Faculty Senate seeks to refine child safety policies


Photo: Tiangong Zhang/Iowa State Daily

Children on campus can be taken care of in the Child Care Center located at Schilletter/University Village. Photo taken Tuesday, Oct 9.

Danielle Ferguson

Iowa State holds more than labs and lecture halls. The campus is also home to many activities involving youth who are not enrolled at the university: children. The ISU Faculty Senate works hard to make sure that these children feel safe and welcome on campus.

Earlier this year, former Penn State defensive coordinator Jerry Sandusky was convicted of sexually abusing 10 boys over a 15-year period. Two school officials who stepped down were accused of perjury and failure to report suspected child abuse. This horrifying situation has sparked a number of states to mandate changes in their child abuse reporting policies, including Iowa.

“Even before the Penn State incident, we were in process of revising certain policies on campus,” said Paul Tanaka, an attorney working in the areas of university policies and procedures.

The ISU Faculty Senate is currently working on a policy that was mandated by the Iowa Legislature requiring employees to report any and all abuse of children. Current policies that Iowa State already has on the books are Reporting Responsibility and Violence-Free Campus, both stating that any knowledge of child abuse must immediately be reported to the Department of Public Safety.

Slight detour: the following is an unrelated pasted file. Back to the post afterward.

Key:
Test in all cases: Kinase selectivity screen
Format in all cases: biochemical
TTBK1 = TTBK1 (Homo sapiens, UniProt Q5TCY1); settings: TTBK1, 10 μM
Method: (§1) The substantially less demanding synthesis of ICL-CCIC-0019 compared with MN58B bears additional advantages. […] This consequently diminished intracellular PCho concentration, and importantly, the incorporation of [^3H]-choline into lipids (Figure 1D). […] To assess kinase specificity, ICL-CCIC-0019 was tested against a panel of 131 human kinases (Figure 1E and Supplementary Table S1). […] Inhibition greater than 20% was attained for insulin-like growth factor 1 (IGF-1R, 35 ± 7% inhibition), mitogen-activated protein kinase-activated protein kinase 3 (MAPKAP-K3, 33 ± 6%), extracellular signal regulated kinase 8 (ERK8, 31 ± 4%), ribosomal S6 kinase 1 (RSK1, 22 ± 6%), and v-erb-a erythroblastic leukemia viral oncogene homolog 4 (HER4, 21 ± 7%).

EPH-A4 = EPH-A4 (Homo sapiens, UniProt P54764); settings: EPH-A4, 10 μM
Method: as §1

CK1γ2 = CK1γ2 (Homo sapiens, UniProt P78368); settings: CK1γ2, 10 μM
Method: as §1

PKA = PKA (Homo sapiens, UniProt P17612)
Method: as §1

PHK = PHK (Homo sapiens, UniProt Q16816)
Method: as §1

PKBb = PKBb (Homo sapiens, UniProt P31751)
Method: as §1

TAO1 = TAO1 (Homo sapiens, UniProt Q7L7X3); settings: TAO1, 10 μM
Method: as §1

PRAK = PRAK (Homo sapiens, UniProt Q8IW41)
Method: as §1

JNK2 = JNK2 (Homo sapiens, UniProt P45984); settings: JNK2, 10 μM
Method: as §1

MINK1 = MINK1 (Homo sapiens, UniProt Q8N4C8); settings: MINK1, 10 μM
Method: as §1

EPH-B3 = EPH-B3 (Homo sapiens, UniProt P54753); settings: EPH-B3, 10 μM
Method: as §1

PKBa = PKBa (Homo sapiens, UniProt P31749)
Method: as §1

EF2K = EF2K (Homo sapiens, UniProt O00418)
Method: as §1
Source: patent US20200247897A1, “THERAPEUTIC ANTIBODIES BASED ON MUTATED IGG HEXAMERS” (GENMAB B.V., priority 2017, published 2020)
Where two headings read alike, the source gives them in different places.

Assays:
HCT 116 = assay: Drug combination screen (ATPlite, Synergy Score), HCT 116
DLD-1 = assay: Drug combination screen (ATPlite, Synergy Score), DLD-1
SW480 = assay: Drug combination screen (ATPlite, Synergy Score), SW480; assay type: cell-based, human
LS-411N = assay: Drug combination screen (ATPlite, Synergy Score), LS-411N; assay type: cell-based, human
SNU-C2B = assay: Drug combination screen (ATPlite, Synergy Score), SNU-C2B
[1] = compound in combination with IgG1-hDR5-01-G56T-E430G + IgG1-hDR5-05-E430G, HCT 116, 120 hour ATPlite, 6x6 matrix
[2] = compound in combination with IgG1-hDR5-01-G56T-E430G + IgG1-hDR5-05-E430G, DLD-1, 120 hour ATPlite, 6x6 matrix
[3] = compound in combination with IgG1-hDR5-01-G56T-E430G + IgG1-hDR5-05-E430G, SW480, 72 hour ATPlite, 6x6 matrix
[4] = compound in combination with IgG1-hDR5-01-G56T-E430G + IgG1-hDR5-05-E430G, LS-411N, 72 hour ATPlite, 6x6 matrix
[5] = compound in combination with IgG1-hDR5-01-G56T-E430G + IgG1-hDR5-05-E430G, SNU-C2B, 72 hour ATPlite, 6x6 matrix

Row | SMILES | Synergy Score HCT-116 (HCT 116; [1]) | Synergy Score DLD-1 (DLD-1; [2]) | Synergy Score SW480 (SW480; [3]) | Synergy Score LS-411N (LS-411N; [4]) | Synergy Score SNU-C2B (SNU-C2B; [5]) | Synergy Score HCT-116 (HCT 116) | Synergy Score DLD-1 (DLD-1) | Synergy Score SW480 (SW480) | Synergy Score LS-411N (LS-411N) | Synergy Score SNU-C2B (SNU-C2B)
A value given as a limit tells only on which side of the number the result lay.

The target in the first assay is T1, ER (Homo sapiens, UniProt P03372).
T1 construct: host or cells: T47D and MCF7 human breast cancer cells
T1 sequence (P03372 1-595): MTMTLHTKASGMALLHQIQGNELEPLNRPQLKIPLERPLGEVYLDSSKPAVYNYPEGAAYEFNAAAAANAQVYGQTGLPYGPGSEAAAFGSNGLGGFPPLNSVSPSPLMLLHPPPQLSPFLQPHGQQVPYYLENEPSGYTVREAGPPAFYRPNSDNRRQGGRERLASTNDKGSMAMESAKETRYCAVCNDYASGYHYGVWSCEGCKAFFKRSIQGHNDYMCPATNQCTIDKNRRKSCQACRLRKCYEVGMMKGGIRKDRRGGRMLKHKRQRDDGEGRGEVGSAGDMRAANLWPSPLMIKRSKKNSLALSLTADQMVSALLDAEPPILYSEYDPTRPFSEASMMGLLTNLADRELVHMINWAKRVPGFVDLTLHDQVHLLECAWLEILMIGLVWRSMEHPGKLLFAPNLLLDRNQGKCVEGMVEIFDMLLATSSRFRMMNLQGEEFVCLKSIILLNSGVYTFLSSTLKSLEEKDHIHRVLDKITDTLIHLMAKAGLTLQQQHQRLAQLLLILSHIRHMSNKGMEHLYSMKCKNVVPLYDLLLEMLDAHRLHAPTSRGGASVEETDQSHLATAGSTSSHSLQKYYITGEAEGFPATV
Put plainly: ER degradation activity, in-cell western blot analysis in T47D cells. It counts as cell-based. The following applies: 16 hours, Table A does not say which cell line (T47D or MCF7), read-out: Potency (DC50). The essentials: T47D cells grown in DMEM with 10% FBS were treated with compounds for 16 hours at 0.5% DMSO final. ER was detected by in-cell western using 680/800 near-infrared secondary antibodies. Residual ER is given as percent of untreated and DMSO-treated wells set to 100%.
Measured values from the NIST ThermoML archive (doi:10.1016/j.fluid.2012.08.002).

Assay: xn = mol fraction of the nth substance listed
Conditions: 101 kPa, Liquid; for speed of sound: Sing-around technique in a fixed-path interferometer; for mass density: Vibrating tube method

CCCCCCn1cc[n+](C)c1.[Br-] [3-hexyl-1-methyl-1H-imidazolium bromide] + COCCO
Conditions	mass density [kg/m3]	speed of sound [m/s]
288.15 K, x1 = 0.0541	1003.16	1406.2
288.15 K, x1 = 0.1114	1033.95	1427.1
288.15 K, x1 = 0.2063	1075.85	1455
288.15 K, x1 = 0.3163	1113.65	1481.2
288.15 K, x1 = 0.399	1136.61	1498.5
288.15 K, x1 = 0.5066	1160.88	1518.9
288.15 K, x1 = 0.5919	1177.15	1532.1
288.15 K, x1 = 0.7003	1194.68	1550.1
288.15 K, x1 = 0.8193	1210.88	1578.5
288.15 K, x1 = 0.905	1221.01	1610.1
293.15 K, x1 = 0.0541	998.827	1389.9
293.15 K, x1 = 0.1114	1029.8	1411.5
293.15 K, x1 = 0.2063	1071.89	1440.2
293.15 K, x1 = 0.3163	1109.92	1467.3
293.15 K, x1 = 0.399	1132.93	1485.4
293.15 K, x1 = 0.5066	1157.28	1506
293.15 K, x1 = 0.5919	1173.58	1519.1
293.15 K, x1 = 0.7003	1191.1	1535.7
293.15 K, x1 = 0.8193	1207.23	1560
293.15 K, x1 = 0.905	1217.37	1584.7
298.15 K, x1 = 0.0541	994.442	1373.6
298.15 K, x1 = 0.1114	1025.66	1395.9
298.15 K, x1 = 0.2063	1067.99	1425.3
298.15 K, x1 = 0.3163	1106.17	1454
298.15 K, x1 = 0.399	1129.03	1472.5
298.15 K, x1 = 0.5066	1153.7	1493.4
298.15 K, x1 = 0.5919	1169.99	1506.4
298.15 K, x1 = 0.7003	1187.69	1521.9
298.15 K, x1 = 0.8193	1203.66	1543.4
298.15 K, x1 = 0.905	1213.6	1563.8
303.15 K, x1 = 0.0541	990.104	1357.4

“We’re just making those two policies parallel so that our employees are informed if they see something relating to child abuse, [they should] report it,” Tanaka said.

Reporting the abuse is only half the issue. The other cluster of policies relates to youth programs.

“We’re looking at setting up safety standards [such as] background screening for volunteers and recommending supervisory ratios,” Tanaka said.

Robyn Bredvick, senior in elementary education, heads the ISU chapter of  Camp Adventure. Camp Adventure performs many activities across the globe. Bredvick and the organization work hard to ensure the camp attendees are kept safe while on Iowa State grounds.

“Although each site is different, we are all trained in the same way. Whenever introducing a game, we tell the rules of the game, as well as risk management. The students in our organization are very informed and trained,” Bredvick said.

Youth programs are being asked to adopt safety and first aid protocols that make sure a child receives medical attention under any kind of injury or accident.

“During training time we cover many different topics as well as train the students on our games, songs and crafts. The different presentations/trainings/certifications that we go through are aquatic safety, bloodborne pathogens, child abuse training, playground safety. We are all trained in CPR, first aid and lifeguarding,” Bredvick said.

As far as how students can help with this issue, Tanaka said to be aware about these safety issues for children on campus too.

“You do have to think about [if] maybe there are some people that are willing to use that program for their own personal reasons that are not related to the benefit of the child,” Tanaka said. “We always have to anticipate that in these days. That’s what the Penn State situation tells us. Safety has to be a much bigger commitment involved with youth-related programs.”